I vaguely remember one of my last updates being two days before I had spent one month on the road, so I’ll start where I left off and give a rather dry progress update. I’ve reached Villa O’Higgins at the end of the Carretera Austral, 230km from Cochrane and 1193km from my start in Puerto Montt. Time-wise, I arrived in Puerto Montt on the 17th of September, and left on the 20th. That means the entirety of the Carretera took me almost a month to the day (October 18) to complete, with plenty of rest days. As I’ve gotten further into the trip, I’ve started to take more of these rest days, as the ripio has generally been tougher down here on me and my back/rear end. But as my body has gone, my bike has not. My noble steed has officially made it through the entirety of the Carretera Austral, a road known as a bike-eater, with no problems save for two small patchable punctures on the front tube. Racks are intact, rims are true, and I haven’t even needed to pump up the back tire once in a month of riding. My most heartfelt shoutout to Paul’s Bicycle Way of Life on Alder St. in Eugene for building me one hell of a durable ride.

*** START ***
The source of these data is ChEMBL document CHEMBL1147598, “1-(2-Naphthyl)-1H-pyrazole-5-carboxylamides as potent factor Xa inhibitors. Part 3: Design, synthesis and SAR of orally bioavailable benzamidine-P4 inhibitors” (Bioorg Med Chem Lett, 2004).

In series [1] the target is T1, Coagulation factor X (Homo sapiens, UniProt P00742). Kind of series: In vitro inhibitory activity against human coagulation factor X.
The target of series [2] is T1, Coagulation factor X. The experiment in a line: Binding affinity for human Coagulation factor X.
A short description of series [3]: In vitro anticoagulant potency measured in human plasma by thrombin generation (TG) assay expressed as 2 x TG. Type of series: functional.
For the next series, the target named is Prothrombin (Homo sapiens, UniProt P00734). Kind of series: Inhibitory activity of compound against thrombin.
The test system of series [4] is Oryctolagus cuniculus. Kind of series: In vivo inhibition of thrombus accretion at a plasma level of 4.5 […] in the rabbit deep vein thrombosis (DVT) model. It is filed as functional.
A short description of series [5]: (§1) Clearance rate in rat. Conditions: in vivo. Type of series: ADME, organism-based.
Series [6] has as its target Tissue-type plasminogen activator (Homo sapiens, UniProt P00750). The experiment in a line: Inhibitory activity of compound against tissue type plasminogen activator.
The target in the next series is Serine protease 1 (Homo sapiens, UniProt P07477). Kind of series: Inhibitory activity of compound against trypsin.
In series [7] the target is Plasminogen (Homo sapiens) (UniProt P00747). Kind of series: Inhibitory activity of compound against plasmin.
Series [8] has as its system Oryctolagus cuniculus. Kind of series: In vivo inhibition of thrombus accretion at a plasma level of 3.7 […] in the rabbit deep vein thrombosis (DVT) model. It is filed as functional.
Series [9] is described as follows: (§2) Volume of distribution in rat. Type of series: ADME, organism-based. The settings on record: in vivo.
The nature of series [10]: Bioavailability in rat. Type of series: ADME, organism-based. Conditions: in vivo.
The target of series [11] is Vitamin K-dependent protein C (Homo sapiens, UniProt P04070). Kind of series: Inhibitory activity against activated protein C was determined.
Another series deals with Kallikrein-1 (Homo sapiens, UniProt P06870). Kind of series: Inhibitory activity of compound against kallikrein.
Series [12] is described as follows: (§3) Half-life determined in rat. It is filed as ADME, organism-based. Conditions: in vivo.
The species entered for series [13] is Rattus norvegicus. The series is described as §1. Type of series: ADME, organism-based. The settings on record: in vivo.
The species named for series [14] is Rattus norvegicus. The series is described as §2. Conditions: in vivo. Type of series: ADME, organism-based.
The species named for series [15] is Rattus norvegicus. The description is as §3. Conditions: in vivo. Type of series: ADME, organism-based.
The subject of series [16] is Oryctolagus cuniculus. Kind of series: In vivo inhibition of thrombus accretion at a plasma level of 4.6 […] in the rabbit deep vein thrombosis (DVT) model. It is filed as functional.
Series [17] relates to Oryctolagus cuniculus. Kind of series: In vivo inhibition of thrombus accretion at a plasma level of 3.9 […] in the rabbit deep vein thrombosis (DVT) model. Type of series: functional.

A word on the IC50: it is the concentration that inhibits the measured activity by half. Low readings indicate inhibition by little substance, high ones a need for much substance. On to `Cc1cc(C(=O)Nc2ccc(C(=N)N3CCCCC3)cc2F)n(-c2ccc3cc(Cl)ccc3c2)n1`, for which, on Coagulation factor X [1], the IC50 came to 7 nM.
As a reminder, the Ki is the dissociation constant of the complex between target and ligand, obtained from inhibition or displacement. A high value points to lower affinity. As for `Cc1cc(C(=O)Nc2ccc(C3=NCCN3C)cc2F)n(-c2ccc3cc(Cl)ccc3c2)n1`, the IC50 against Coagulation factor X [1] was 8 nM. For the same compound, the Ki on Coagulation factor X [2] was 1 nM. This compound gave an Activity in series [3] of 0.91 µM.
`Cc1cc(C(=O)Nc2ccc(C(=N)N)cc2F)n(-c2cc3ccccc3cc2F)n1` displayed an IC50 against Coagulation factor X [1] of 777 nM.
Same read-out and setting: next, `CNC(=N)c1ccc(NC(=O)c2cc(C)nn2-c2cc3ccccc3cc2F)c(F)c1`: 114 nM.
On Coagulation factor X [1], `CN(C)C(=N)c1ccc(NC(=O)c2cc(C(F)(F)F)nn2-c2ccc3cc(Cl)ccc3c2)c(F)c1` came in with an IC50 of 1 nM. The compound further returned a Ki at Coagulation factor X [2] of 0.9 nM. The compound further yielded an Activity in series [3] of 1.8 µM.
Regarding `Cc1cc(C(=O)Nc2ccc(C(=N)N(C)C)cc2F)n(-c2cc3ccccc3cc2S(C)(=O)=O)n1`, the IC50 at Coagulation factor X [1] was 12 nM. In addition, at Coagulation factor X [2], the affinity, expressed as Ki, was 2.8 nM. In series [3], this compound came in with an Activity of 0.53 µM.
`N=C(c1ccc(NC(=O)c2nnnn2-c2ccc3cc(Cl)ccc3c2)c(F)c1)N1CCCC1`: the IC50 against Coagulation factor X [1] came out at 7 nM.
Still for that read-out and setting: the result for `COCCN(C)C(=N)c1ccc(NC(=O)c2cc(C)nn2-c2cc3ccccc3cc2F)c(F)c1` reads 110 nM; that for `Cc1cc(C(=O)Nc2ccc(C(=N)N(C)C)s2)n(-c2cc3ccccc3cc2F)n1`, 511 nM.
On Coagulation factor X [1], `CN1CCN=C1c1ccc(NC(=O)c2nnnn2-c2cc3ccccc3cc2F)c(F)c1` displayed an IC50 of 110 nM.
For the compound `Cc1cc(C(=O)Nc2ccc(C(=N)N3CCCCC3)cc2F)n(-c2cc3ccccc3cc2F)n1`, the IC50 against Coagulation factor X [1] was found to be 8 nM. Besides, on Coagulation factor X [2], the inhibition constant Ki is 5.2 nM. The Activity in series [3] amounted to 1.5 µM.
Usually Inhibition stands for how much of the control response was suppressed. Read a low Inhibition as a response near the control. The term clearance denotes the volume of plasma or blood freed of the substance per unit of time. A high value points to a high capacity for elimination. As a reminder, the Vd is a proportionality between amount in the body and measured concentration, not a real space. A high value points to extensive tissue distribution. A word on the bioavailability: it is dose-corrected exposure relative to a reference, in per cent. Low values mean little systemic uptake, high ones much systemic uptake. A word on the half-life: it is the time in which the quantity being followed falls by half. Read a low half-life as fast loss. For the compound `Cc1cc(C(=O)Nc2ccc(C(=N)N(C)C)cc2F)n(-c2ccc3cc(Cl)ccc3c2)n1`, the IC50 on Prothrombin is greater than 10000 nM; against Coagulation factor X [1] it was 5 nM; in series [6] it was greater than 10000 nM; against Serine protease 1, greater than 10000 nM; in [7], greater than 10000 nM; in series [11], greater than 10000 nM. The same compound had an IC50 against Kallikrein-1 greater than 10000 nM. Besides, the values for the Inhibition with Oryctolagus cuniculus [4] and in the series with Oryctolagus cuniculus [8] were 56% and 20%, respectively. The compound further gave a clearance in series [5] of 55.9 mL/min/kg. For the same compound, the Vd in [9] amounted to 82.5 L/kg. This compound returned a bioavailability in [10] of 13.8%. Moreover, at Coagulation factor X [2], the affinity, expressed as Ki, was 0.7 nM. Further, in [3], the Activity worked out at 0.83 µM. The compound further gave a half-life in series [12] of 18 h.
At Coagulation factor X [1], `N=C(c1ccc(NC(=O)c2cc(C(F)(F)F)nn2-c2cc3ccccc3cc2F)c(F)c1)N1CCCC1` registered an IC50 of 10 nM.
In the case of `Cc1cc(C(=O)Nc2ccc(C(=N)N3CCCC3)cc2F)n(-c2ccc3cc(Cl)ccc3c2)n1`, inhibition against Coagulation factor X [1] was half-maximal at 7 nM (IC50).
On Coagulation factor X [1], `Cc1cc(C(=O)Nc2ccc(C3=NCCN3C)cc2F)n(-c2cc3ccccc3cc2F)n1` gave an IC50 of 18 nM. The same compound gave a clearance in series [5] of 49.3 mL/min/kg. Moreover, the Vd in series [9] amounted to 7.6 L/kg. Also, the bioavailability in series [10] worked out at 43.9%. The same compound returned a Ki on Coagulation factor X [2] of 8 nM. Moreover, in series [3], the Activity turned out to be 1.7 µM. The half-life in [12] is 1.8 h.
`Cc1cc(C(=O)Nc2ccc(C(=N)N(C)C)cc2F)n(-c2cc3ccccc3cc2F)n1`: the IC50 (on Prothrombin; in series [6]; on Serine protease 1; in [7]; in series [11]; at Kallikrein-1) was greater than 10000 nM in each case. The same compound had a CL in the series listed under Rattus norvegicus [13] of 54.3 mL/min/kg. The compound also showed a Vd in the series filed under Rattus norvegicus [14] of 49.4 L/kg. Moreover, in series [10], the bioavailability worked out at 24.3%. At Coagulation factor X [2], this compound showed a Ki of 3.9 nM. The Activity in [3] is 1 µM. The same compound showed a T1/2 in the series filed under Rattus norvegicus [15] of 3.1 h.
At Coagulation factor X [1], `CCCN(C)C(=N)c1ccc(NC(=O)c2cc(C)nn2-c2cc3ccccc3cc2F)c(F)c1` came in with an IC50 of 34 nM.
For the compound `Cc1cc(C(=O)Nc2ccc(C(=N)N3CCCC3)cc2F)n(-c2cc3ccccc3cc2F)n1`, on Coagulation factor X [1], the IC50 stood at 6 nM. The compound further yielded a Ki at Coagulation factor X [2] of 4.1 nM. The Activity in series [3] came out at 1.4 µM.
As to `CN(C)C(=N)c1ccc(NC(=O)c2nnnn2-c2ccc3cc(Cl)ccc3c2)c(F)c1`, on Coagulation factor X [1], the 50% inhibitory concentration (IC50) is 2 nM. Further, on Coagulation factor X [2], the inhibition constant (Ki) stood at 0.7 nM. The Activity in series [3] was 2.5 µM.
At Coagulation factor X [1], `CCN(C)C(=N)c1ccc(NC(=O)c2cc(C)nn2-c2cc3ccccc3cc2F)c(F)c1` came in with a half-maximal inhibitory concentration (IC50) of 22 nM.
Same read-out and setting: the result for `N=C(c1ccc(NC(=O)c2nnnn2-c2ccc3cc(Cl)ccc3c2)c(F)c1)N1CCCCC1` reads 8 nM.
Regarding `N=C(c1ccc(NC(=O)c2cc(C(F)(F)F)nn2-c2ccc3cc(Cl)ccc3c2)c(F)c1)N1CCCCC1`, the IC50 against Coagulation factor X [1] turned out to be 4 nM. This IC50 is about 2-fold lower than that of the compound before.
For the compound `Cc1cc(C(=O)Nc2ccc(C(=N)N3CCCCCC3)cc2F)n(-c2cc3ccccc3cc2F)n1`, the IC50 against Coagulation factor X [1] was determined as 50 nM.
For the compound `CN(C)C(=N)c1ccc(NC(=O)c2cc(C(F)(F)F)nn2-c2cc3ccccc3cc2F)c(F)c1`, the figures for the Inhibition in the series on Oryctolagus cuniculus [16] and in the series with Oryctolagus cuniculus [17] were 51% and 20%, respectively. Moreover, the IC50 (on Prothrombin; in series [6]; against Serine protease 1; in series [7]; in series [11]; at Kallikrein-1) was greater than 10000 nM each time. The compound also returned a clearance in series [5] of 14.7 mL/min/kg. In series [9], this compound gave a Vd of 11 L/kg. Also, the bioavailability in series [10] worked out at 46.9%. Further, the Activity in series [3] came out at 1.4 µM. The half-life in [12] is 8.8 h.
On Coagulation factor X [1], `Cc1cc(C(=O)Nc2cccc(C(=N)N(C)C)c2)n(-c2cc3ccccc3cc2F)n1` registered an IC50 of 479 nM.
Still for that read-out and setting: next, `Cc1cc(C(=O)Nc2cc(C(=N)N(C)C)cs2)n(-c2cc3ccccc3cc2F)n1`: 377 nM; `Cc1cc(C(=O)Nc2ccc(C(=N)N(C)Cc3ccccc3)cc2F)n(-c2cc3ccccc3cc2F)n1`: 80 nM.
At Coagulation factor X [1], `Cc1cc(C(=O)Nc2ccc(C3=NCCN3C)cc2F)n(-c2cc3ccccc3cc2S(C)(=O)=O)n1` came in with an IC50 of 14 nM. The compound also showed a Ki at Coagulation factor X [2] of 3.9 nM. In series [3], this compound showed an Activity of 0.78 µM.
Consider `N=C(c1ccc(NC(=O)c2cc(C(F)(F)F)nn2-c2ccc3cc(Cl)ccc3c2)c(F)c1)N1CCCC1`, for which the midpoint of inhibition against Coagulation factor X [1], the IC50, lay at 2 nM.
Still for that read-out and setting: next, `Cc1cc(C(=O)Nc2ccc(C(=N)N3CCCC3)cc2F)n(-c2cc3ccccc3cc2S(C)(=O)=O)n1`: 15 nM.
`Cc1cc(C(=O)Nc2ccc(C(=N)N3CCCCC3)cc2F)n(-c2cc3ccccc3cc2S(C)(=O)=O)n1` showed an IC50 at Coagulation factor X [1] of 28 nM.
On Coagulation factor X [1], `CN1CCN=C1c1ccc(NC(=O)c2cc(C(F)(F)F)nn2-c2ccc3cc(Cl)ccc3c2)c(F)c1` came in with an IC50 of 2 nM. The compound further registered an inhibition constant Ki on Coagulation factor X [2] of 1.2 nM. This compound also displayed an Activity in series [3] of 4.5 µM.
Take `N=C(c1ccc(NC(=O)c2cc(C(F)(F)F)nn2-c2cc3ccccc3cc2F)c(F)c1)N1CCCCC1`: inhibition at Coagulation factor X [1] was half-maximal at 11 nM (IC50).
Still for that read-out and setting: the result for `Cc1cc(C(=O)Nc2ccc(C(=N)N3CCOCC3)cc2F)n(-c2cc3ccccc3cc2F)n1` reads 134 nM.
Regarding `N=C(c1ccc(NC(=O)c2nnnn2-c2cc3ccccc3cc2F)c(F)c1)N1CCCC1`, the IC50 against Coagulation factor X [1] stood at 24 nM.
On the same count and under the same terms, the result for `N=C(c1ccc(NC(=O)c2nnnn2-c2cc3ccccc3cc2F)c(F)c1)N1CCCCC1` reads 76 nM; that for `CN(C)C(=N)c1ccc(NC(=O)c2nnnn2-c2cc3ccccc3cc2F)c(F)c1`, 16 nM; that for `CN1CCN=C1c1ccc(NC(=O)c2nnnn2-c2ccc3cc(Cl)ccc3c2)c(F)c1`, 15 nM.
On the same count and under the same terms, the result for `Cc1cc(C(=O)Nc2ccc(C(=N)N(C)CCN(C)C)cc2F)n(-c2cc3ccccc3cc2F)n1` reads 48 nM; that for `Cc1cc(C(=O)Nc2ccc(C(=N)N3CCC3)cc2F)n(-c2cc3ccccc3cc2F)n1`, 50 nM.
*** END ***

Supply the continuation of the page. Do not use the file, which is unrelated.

The last 230km have been incredible. I slowed basically to a crawl on the sunnier days, and pushed when I felt like it on the cloudier ones. Leaving Cochrane under perfectly blue, cloudless and windless skies led to probably my favorite day yet, riding past spectacularly blue lakes, short passes, and massive glaciers. Combine the fact that this is the most remote leg of the trip with the closure in this season of a particular ferry crossing Lago O’Higgins into Argentina, and this day was the first that I really felt absolutely alone out here. Fewer cars passed me here than at any other stretch of the Carretera, and I would often spend an hour or two without being passed by so much as a police patrol vehicle. Just me, the livestock, and the small hand constructed homesteads every 10-15 kilos. Fences gradually disappeared from the sides of the roads, and amazing opportunities for wild camping seemed to pop up endlessly. I’ve spent two nights waiting out rain storms in gorgeous campsites just on account of “that mountain might look better in the sun. I had to actually convince myself that I wasn’t being greedy, which may in retrospect seem ridiculous. But such is life when there’s really nothing to do but ride, read, eat, and sleep.